Armchair Architect

Craft & Design
Armchair Architect
Once you choose the city, a zoomable satellite map lets you choose the street and the very building you want to model. Then pick from a series of fully adjustable 3D icons that most closely match the building shape. The accurate model emerges incrementally through various satellite views.

I live in Los Angeles, but, like Tony Bennett, left my heart in San Francisco, whose charming Victorians, swooping hills, and rolling fog spark my fondest memories. So when I heard Google was releasing Building Maker, a tool for amateur designers like me to create geo-located 3D models of buildings in their favorite cities, I looked to see if mine was listed: sure enough, there she was. I updated my Google Earth, cracked open an Anchor Steam, and got to work.

Building Maker exists for a couple of purposes. It’s a way for Google to beef up the infrastructure of Google Earth — adding height, width, and thickness to those weird, flat maps that comprise the application. But the tool also allows folks to virtually tour a place, to experience a city in all its architectural splendor from their PC desktops. My time spent modeling was to be the trade-off for sharing my love of the City by the Bay.

As it turned out, using Building Maker was easy. From the home page, I chose San Francisco from a drop-down menu, and a zoomable map allowed me to find a particular location I wanted to model. I picked my first apartment building, a flat-topped, blocky rectangle in the Western Addition.

Once I’d selected it, I simply clicked to align the corners of transparent 3D blocks superimposed on a series of satellite photos, tugging here and there to fine-tune each view. Some photos were clearer than others, but Building Maker was smart enough to average my work out as I progressed.

Before long, I’d advanced my building enough to save it in the 3D Warehouse — just a folder, really — awaiting approval by Google’s QA experts. I got a message: “Your model will be reviewed for Google Earth.”

I was excited! I immediately tackled more complex designs: a building with a gable; a stately Edwardian overlooking Golden Gate Park; my pal Jeff’s restored loft in Pacific Heights. As my skills improved, I incorporated more of Building Maker’s features, which include a stackable block tool, a magnet for aligning and connecting disparate features — a gable, say, to a roof — and a free-form shaping tool. I previewed each new model in 3D on a city map.

I had some questions, though, so I tracked down Mark Limber, Building Maker’s product manager at Google. Limber explained how the tool was born of SketchUp, Google’s free 3D modeling software acquired from AtLast, which allows people to design everything from furniture to floor plans.

“We want to create a map of the world,” Limber said of Building Maker. “We have 50 cities now, and we’re adding new ones all the time.” He likened the effort to the internet, explaining that the nascent infrastructure — Google Earth — already exists and merely needs to be filled in. “Plus, we want to create a community of mapmakers,” he said, and I had to admit: I loved modeling buildings in my favorite city.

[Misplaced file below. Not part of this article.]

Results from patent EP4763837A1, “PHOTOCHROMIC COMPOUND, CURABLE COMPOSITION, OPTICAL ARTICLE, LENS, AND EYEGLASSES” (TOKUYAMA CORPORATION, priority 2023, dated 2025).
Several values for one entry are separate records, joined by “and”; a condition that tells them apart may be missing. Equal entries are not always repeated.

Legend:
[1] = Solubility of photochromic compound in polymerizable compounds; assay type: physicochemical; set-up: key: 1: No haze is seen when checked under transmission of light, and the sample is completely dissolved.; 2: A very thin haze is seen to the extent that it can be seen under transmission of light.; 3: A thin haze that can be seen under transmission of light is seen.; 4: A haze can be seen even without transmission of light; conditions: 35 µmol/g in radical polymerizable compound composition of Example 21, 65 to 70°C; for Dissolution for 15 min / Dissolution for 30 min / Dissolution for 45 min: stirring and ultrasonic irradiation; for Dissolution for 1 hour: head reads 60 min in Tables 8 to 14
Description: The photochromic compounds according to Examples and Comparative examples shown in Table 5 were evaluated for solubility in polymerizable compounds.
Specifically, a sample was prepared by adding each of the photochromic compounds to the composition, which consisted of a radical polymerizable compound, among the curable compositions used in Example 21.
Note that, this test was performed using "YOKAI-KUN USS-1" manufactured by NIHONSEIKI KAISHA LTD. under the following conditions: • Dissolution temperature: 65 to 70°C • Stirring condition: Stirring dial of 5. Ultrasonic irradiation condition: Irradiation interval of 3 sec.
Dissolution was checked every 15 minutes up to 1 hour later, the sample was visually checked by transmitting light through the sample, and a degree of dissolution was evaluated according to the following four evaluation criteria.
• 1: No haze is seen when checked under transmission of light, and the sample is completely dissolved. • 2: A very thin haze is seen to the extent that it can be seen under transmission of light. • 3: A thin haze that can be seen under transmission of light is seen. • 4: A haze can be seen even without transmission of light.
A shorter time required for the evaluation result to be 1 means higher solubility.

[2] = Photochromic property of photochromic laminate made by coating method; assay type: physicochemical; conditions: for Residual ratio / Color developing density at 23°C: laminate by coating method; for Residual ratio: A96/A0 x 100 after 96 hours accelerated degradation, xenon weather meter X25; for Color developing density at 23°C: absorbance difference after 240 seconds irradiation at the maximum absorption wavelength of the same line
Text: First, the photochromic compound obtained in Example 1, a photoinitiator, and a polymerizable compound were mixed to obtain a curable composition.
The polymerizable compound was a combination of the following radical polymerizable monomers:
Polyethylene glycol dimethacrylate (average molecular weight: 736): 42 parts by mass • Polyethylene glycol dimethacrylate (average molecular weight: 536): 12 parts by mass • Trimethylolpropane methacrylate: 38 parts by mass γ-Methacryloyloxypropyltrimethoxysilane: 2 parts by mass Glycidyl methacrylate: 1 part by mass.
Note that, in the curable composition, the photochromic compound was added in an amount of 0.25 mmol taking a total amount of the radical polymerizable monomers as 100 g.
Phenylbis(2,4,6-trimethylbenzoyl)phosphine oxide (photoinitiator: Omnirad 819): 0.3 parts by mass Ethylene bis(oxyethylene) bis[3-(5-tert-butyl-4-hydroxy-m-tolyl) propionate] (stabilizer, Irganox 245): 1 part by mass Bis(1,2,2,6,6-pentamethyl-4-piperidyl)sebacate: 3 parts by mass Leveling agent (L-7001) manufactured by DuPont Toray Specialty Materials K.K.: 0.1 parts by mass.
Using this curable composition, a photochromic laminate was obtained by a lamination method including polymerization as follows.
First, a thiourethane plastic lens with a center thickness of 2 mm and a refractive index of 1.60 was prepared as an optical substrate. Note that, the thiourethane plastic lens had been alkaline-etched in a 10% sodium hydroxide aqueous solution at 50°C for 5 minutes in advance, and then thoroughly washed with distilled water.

But I was curious: how long would it take Google to approve — or reject — my models? And what were their criteria for doing so? About a week, Limber said, once Google techs determined it was a reasonably good likeness and not a duplicate of one already further along in the process.

A week passed as I attempted more complicated buildings: places I’d worked and visited. Some were modeled already; others required more time than I was willing to spend. Still, I liked how Building Maker made me see architecture anew, encouraged me to scrutinize a building’s aesthetics. Even an edifice as drab as the DMV became interesting once I discerned it was made of a series of staggered slabs.

Yet after a week, my models remained unapproved. I phoned Limber back. The popularity of Building Maker’s launch meant they were a little backed up, he explained sheepishly. But at my behest, clicking into my warehouse, he crowed, “Those are awesome!”

I glowed with pride.

Sure enough, a few days later, my little phalanx of San Francisco models appeared on Google Earth — abrupt, odd-looking edifices springing up from the flat map and beginning to populate the city’s impossible topography. Every day I see more of them, modeled by me and others, and soon anyone will be able to tour the San Francisco I know and love. I hope that in time, Google will perfect a technology that models the fog, too, that clings like cotton candy to her hills in the afternoons.

Building Maker:

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Colin Berry is a freelance arts and design writer who lives in Los Angeles. He is the author, with Isabel Samaras, of On Tender Hooks (Chronicle Books).

View more articles by Colin Berry


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